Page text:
From the 8-10-09 edition of the New York Times
"For perhaps $100 million, climate engineers could begin field tests within five years, says Ken Caldeira of the Carnegie Institution for Science. Dr. Caldeira is a member of a climate-engineering study group that met last year at the Kavli Institute for Theoretical Physics under the leadership of Steven E. Koonin, who has since become the under secretary for science at the United States Department of Energy. The group has just issued a report, published by the Novim research organization, analyzing the use of aerosol particles to reflect shortwave solar radiation back into space.
These particles could be lofted into the stratosphere to reproduce the effects of sulfate aerosols from volcanic eruptions like that of Mount Pinatubo in 1991, which was followed by a global cooling of nearly 1 degree Fahrenheit. Just as occurred after that eruption, the effects would wane as the particles fell back to Earth. Keeping the planet cooled steadily (at least until carbon emissions declined) might cost $30 billion per year if the particles were fired from military artillery, or $8 billion annually if delivered by aircraft, according to the Novim report.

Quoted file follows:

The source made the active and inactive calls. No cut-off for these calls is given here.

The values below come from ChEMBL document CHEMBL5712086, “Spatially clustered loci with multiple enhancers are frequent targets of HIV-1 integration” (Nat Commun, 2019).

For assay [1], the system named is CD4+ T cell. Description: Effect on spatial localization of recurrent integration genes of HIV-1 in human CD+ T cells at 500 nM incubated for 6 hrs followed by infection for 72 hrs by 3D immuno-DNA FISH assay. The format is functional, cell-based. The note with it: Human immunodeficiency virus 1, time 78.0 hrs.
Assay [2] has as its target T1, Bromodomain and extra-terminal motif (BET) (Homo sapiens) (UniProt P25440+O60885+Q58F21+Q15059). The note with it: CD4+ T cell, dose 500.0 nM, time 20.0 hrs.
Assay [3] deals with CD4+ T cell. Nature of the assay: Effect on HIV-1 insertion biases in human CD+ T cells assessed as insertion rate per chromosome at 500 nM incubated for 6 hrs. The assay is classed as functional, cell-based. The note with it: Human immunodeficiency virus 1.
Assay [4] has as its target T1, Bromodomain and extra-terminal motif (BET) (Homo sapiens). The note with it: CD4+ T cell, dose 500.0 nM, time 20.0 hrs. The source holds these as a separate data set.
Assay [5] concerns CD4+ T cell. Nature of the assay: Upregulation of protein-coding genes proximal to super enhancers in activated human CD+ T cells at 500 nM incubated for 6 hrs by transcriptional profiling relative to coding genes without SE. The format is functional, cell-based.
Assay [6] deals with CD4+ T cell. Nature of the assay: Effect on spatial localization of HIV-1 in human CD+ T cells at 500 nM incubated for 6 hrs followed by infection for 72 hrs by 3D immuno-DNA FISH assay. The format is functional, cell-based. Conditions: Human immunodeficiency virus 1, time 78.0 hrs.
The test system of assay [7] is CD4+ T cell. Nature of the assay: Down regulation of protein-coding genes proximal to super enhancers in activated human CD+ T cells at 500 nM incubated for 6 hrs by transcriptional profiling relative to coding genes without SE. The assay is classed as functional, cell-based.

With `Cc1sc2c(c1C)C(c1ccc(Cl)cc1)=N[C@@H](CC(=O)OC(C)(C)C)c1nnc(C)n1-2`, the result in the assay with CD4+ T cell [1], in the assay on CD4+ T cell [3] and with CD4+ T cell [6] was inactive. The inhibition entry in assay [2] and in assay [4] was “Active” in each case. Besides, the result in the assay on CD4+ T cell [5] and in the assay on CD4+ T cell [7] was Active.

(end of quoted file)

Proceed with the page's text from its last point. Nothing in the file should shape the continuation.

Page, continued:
The idea of even testing such a system scares many people, and some scientists argue that climate-engineering research should remain theoretical. But Dr. Caldeira says that small-scale testing — perhaps an experiment intended to slightly cool the Arctic — could be safer than the alternative.“The worst-case scenario,” he says, “is one in which you have an untested system that you need to deploy quickly at large scale in a desperate attempt to ward off some sort of climate crisis. It could be much better to start testing soon at small scale and to observe what happens as the system is deployed.” The sooner we start, he reasons, the more delicately we can proceed."
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